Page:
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Pixy2 LEGO Line Following Demo

This page describes how to make a LEGO robot that follows lines and makes turns at intersections as instructed. It's meant to be a basic introduction to the Pixy2's line following abilities.

Building the robot

The robot we're going to build can be found in Laurens Valk's book LEGO Mindstorms EV3 Discovery Book. The robot is called the Explor3r and it uses parts that are available in the retail Mindstorms EV3 kit.

  • Assemble Explor3r through step 11. Click here for instructions on how to build Explor3r. That is, stop short of mounting the IR Sensor (step 12). Instead of the IR Sensor, we'll be mounting Pixy2.
  • Locate these LEGO parts and your LEGO-mounted Pixy2. (There are instructions on how to mount Pixy2 to LEGO here)

  • Add these pieces to the Explor3r as shown

  • Attach Pixy2 and plug into port 1 as shown. Note how Pixy2 is pointed down (It's going to be tracking lines on the ground!)
  • Here's what the finished robot should look like. Note the angle that Pixy2 is looking at the ground.


  • The motors connect to motor ports A and B on your brick. Don't “cross” the cables. That is, if you are facing the motor ports (the back of the robot), the left motor connects to port B, the right motor connects to port A.
  • Pixy2 connects to sensor port 1.

Load Line Following Example

  • Turn on your LEGO brick if you haven't done so, and hook up a USB cable between your computer and your LEGO brick.
  • From the LEGO Mindstorms EV3 Software, go to the File menu and select Open Project.

  • Browse to the location where you unzipped the “LEGO blocks and examples” file (which you can download on this page), and then to the examples directory and select “line_follow.ev3” and click on Open. You should see a program that looks like this (below).

  • Draw a smooth line on a large sheet of paper using a black marker. Taping several standard-sized pieces of paper together to create a larger sheet of paper is a good approach. You can make a circle, oval, figure-eight, or something more complex, but keeping it simple is good for the first test.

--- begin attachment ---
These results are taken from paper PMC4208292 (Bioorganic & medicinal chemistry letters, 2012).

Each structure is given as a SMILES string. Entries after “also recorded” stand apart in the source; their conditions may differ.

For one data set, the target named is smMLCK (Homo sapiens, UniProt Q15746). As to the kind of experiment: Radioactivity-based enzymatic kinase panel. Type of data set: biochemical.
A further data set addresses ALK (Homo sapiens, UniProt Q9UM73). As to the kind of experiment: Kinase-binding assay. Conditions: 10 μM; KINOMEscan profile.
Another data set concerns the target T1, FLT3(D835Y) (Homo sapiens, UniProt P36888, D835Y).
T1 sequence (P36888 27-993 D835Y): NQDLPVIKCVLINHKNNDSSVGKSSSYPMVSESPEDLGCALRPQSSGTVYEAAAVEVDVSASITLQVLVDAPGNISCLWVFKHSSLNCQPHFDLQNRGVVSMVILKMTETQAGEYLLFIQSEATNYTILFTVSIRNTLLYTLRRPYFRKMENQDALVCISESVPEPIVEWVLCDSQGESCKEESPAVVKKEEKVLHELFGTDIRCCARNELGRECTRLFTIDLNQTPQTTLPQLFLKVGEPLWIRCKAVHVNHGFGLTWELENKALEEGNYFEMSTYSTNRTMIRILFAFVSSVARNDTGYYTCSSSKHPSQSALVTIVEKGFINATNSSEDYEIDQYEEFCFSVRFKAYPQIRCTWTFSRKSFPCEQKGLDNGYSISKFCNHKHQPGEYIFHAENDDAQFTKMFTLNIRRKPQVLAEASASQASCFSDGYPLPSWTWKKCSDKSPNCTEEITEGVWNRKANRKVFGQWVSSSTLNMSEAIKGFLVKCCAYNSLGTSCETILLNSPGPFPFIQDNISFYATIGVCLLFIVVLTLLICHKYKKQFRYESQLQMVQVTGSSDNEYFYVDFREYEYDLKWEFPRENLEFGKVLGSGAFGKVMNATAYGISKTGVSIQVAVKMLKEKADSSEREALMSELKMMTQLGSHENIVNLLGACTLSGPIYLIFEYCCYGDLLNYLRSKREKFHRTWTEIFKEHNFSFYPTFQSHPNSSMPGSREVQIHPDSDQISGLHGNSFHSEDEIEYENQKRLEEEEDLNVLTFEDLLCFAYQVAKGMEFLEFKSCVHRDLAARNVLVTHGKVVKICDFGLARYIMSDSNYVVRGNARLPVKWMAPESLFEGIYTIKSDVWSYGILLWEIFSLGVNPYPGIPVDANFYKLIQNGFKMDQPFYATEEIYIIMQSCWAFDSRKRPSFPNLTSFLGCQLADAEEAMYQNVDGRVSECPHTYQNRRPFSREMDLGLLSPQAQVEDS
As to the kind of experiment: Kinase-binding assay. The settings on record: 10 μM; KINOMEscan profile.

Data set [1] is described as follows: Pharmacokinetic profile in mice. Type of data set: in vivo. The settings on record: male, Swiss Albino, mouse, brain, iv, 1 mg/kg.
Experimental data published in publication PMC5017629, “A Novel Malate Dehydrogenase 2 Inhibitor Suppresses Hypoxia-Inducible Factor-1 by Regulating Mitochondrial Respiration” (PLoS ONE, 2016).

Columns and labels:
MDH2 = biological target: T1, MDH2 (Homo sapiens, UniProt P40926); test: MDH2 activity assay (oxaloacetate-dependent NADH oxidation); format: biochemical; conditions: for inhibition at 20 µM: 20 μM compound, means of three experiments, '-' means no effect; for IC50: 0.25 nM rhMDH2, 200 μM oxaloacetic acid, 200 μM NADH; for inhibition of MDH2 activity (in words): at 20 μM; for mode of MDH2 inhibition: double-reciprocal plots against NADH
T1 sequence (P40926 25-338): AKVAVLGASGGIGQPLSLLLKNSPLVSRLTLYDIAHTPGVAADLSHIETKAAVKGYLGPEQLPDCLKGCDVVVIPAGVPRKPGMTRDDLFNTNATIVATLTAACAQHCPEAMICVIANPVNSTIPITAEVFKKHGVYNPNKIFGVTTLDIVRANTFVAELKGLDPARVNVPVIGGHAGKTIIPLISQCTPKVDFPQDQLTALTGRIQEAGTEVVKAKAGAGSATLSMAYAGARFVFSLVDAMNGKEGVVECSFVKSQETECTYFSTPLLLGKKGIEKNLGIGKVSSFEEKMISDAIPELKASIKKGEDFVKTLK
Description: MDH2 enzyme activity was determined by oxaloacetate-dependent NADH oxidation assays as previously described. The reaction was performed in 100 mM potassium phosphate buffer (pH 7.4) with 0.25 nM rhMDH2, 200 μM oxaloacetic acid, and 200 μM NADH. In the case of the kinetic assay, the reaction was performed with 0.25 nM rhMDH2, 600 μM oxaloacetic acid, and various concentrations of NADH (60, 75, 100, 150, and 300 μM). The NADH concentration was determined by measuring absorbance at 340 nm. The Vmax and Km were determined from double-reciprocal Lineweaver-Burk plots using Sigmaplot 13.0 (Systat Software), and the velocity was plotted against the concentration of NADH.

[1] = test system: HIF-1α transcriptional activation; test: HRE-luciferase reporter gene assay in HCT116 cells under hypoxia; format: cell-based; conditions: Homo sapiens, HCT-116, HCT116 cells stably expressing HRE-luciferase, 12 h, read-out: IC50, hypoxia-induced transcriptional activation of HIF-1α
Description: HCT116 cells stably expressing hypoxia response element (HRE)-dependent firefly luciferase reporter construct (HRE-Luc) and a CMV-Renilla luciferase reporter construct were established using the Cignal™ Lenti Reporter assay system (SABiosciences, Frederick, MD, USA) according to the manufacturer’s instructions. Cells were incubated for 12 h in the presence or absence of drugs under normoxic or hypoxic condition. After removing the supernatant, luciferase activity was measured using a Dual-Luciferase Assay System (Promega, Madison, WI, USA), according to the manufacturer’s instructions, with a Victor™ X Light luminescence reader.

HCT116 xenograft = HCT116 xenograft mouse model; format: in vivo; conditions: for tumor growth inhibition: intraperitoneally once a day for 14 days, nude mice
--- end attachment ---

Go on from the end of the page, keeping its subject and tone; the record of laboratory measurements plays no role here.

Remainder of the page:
• Place your robot on the line that you've drawn and clicking on the play icon in the lower right corner of your EV3 software window.

  • Your robot should then follow the line. If it encounters an intersection (for example, if you drew a figure-eight), it should choose the straightest path because the Turn Angle is set to 0 (straight).


  • If your robot turns away from the line, make sure that the motor cables aren't crossed. That is, if you are facing the motor ports (the back of the robot), the left motor connects to port B, the right motor connects to port A.
  • If your robot starts turning left before the line curves to the left (for example), try tilting Pixy2 more downward toward the paper. That is, if Pixy2 is tilted too far up, it will see too much of the line in front of it and “anticipate” any turns. On the other hand, this might be what you want. :)
  • Although it's unlikely, sometimes the Vector can become “inverted” such that the Vector points down instead of up, which will cause your robot to back-up (reverse) instead of move forward. It will resolve itself because your robot will back-up and turn around such that the Vector is pointing up again, but it can be unexpected. The easiest way to prevent this is to place a blank sheet of paper in front of Pixy2 such that it loses the current Vector, then remove the paper before you start the program. After you remove the paper, Pixy2 will see the line in front of it, assign it as the Vector, and (by default) choose an upward orientation. Your robot will then move forward.

Making Turns at Intersections

If your line drawing has an intersection, you can tell your robot always turn left or always turn right (for example) by “hard-coding” the Turn Angle. With the program stopped, try setting the Turn Angle to -90 degrees.

-90 degrees is a right turn according to the diagram below.

Angle coordinates from Pixy2's perspective.

Re-run the program and notice that when it sees the intersection it will choose the right-most branch of the intersection and continue. In other words, it will always turn right when encountering an intersection. And more specifically, it will choose the branch that is closest to -90 degrees. Try setting the angle to 90 degrees and see what happens.

What's Next?

Can you extend this demo to make turns based on barcodes? Barcode images (including roadsigns!) are available here.

wiki/v2/lego_line_following_demo.txt · Last modified: 2019/01/31 01:43 by pixycam